The Monterey Clipper fishing boats have long had a cult following among boat modelers on the West coast. My hope for this site is to introduce the boats to a wider audience, and to help modelers find the details which are so important in constructing their creations.
The boats make appealing subjects, especially for the R/C modeler. As with tugboats, one can make a large model of a small boat, allowing for all sorts of character and charm. The Continue reading
Commercial image of Fisherman’s Wharf. Click to open large format copy (6652 pixels wide)
Many vintage post cards showing the wharf are available. This is an example of a commercial image sold as a regular photographic print, in this case a bit larger than 3×5 inch. It has no date or creator marks on the back side, only the legend “Fisherman’s Wharf, San Francisco California”. It could easily date to the 1920’s. Clearly visible are the early boat registration numbers, such as “B.289”. This system later changed to a format like “28K398”, which in turn was replaced with the current numbering system, around 1960.
~~ MC ~~
Here it is, mounted on it’s display stand with sound system installed. A few more details to attend to before I can go off on my next project…
~ MC ~
1:8 scale model Hicks engine nearing completion
All the parts are painted and assembled, and all the mechanisms work. Many more pictures in my build thread at RC Groups.
~~~ MC ~~~
All the parts of the model Hicks engine
Getting near to the end of the model Hicks project. All the major parts are in hand to build the 1:8 scale model, just some fitting and painting to complete.
Below, I’ve made cylinders suitable for earlier Hicks, with the short exhaust outlet; and the later Yuba-Hicks with the long exhaust stub, as seen on the Hyde Street Pier engine. The long water-cooled outlet supports a cast muffler assembly.
As usual, the detailed build can be followed in my postings at RC Groups.
Long and short exhaust outlets.
Port side view of 1:8 scale Hicks engine, showing Manzel oiler and magneto in place.
I’ve reached an important milestone in building the model Hicks engine: This is the first time I’ve had the valve gear, including the crossed-helical gear drive off the main shaft, all assembled and operating. It’s a wonderful Rube Goldbergy contraption, and it’s a relief to see it all functioning smoothly.
Starboard view, with camshaft and valve gear visible.
Close-up of the camshaft and followers.
Follow the build in detail at RC Groups.
Here’s a short video of the valve gear being exercised by hand:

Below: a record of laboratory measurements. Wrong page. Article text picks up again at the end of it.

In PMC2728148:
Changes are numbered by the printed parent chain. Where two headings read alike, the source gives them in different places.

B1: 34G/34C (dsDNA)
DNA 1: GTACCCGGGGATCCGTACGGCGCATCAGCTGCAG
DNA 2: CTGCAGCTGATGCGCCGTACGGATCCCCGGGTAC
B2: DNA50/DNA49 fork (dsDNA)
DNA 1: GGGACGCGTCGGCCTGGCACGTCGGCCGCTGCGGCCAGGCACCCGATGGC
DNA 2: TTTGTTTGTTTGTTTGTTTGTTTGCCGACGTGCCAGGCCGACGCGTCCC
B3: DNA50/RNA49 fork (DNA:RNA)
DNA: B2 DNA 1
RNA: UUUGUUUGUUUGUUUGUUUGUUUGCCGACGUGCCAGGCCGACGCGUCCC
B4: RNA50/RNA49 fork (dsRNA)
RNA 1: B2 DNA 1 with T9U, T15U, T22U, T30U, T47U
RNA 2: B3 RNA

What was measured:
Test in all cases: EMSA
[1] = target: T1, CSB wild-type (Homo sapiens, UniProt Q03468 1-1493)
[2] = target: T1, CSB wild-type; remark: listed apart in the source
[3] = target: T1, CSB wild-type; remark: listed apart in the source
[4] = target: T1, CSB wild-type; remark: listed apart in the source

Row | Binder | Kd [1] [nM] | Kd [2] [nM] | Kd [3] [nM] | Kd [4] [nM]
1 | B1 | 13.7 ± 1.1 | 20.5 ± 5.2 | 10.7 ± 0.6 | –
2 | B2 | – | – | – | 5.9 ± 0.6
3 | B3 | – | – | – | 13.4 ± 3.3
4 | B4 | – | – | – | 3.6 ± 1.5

Fisherman’s Wharf, ca. 1936. Clicking on image will open a 13 MB, 8134 pixel-wide image with super detail.
Ernie W. just shared this fantastic image, scanned from a recently acquired negative. The negative came from Moulin Studios of San Francisco. Ernie had it scanned at high resolution, and the detail is wondrous.
Ernie thought the image might be from 1938… but looking closely at upper portion, one can just make out the south tower of the Golden Gate Bridge, and a cable– but no bridge deck. This means the image is likely to be from early to mid 1936.
Click on the image to open it full size– 13MB, 8134 pixels wide.
Scampo, a 1915 Monterey boat
The Benicia Historical Museum, which owns Scampo, a 1915 Monterey that worked the Delta, is making a decision as soon as tomorrow night (Weds 1/25/17) on accepting one of several bids on Scampo’s Hicks engine.
I don’t have the details, but I expect the winner will need to pull the engine with his own resources. This may require cutting up the boat, which the museum wants gone anyway. The boat is beyond repair, and has become a nuisance.
This is a marvelous and very complete engine and driveline, an early Hicks built at the original San Francisco factory (not a later Yuba Mfg version). I hope it all goes to a deserving soul!
See more pictures of Scampo here in the Real Boats Gallery: https://montereyclippers.wordpress.com/monterey-data/gallery-real-boats/scampo-benicia-ca/
Left high and dry, the boat has dried out and come apart. Other areas look even worse.
The very original and complete Hicks.
The nameplate (and other details) reveal this to be an early SF-built engine– not a Yuba.